|scientific name Chionea obtusa |
common name Wingless crane fly
Occurs in subarctic spruce and fir forests, as well as tall grass prairies near Edmonton.
Collected October through January, but data insufficient to make conclusions on emergence period.
This insect has a small (4-8mm long) brown and grey coloured body, lacking wings. The legs are covered in many thin setae, and antennae possess 5-7 flagellomeres. Male gonapophyses (dorsal view) are broad and notably concave, with round tips and a ventral subapical process on the subapical keel. Females have broad and short cerci, with upward curving tips.
Found at elevations up to 2300m in the Rockies and down to 675m, and the majority of specimens were collected on the surface of snow. Tree species common in forests from which C. obtusa was collected include douglas fir, western yellow pine, lodgepole pine, larch, and western white pine. Most closely related to C. valga Harris. Share habitat with, and are preyed upon by, Grylloblatta campodeiformis. Generally prefer temperatures of -4 to -5°C, but are active within a range of 0 to -6°C. Adults can live for about two months without eating, and larvae have not been successfully reared.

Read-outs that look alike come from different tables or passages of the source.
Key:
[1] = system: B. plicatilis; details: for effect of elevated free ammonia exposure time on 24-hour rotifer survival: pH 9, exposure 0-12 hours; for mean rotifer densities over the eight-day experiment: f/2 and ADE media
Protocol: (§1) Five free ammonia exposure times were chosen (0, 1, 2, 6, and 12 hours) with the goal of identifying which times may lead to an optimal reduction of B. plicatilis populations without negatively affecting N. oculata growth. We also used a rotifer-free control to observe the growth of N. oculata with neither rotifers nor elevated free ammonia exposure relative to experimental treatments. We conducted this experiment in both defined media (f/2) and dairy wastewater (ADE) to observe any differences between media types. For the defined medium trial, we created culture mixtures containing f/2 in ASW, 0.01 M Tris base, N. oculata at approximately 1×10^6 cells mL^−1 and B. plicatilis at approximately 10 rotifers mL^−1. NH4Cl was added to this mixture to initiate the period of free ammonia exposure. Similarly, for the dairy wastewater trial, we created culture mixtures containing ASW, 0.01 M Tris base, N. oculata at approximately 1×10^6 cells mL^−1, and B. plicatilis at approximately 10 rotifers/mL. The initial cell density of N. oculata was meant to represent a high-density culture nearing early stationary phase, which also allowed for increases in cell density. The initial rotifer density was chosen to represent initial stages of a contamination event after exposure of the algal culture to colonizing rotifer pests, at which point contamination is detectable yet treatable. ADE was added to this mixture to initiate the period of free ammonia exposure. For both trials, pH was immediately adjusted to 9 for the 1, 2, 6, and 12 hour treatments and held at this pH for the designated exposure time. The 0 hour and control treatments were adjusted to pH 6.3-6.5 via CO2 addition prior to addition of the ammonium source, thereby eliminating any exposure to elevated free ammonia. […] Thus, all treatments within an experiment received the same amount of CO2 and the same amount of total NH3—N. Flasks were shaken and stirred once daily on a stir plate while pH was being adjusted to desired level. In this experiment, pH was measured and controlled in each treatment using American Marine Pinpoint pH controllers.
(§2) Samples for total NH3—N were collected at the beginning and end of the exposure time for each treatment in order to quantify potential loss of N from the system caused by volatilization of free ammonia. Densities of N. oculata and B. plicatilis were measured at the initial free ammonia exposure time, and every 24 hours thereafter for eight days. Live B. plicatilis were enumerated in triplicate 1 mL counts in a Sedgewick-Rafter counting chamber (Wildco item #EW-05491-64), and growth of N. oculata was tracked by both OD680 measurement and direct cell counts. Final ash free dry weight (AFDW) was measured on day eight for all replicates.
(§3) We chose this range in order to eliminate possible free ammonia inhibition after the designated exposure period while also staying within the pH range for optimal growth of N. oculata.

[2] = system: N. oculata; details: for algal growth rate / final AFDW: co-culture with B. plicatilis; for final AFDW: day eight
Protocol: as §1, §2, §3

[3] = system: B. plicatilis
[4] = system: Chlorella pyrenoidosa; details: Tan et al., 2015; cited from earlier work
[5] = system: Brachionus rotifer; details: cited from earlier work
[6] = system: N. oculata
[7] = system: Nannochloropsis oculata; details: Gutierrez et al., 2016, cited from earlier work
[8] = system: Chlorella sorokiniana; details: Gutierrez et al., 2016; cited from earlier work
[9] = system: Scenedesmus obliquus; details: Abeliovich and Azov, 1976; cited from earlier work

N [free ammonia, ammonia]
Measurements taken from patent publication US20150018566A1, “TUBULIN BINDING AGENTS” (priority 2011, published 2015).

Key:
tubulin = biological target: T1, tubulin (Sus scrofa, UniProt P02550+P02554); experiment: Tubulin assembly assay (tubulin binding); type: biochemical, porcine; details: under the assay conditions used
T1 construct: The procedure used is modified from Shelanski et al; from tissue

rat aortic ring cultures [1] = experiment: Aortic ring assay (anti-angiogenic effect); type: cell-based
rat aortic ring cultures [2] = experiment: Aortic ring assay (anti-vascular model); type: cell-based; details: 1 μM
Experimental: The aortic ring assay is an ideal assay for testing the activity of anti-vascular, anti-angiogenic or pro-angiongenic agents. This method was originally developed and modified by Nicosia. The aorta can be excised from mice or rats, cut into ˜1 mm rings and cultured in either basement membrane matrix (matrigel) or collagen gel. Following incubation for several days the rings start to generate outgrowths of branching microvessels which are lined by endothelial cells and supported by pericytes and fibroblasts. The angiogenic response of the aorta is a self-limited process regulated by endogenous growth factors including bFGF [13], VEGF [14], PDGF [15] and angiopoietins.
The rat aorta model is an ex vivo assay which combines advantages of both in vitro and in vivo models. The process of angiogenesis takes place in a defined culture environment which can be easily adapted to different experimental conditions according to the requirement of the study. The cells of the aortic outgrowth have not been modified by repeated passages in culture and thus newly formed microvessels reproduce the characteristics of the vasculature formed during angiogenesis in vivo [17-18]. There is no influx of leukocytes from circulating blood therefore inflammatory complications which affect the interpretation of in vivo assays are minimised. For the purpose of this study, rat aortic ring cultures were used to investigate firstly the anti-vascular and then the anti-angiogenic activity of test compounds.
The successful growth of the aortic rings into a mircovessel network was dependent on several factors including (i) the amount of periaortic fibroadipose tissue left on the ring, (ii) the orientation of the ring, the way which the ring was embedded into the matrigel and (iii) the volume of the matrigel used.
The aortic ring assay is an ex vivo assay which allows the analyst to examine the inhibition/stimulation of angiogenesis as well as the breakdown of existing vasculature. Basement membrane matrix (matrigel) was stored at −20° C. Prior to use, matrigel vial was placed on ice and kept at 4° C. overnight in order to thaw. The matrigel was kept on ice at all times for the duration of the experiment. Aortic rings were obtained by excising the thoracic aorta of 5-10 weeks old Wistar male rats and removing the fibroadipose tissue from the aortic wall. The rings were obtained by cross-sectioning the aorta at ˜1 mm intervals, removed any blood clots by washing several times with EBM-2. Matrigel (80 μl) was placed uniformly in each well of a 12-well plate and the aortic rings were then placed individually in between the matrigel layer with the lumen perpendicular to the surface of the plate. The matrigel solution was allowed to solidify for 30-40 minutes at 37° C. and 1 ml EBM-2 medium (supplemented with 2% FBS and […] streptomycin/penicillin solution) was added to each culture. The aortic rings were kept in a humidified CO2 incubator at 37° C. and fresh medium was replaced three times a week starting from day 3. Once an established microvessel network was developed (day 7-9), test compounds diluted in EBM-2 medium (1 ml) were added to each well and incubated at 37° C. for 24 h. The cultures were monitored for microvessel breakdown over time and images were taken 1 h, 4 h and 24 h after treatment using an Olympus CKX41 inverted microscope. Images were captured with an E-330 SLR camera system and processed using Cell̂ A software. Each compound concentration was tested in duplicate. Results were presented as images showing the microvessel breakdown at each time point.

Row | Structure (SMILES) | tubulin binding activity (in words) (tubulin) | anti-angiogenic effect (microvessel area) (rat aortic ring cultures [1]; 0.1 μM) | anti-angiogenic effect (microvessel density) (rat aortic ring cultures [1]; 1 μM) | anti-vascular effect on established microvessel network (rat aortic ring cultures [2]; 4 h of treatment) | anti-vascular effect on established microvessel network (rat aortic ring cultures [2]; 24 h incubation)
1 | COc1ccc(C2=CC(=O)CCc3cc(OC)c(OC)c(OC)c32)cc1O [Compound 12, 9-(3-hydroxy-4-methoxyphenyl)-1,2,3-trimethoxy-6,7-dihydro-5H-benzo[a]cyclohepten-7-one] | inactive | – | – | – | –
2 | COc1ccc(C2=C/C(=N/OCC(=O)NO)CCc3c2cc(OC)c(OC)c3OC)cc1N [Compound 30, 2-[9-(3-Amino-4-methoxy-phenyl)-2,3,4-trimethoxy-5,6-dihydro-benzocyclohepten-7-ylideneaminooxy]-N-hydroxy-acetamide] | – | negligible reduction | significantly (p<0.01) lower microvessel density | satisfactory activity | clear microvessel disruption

Species uncommon, but no information available to indicate this species might be threatened.
Unknown. Other species in the genus do not appear to eat solid food.
Central Alberta plains, British Columbia Rocky Mountains, and parts of Montana, Idaho, and Oregon.
Holotype male and Allotype female collected near Cranbrook, British Columbia in November.
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